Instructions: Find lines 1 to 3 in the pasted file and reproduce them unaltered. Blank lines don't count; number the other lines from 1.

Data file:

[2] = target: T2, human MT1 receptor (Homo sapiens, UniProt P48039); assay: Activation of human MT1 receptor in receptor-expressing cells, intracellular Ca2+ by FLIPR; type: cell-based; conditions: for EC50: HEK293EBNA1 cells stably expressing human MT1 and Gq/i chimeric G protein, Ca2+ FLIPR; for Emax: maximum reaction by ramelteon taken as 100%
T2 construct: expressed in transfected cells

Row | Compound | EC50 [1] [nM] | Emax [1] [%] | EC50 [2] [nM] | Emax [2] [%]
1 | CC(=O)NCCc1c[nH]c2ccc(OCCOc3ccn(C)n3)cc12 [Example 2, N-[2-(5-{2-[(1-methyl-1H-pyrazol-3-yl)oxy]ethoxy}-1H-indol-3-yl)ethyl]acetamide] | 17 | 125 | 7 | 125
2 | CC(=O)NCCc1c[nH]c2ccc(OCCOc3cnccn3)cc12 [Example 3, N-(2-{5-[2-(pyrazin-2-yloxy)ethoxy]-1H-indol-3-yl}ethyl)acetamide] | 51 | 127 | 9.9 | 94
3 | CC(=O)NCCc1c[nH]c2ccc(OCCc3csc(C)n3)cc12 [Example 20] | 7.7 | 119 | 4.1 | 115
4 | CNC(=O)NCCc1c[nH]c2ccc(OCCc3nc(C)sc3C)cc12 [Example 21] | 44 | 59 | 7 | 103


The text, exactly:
[2] = target: T2, human MT1 receptor (Homo sapiens, UniProt P48039); assay: Activation of human MT1 receptor in receptor-expressing cells, intracellular Ca2+ by FLIPR; type: cell-based; conditions: for EC50: HEK293EBNA1 cells stably expressing human MT1 and Gq/i chimeric G protein, Ca2+ FLIPR; for Emax: maximum reaction by ramelteon taken as 100%
T2 construct: expressed in transfected cells

Row | Compound | EC50 [1] [nM] | Emax [1] [%] | EC50 [2] [nM] | Emax [2] [%]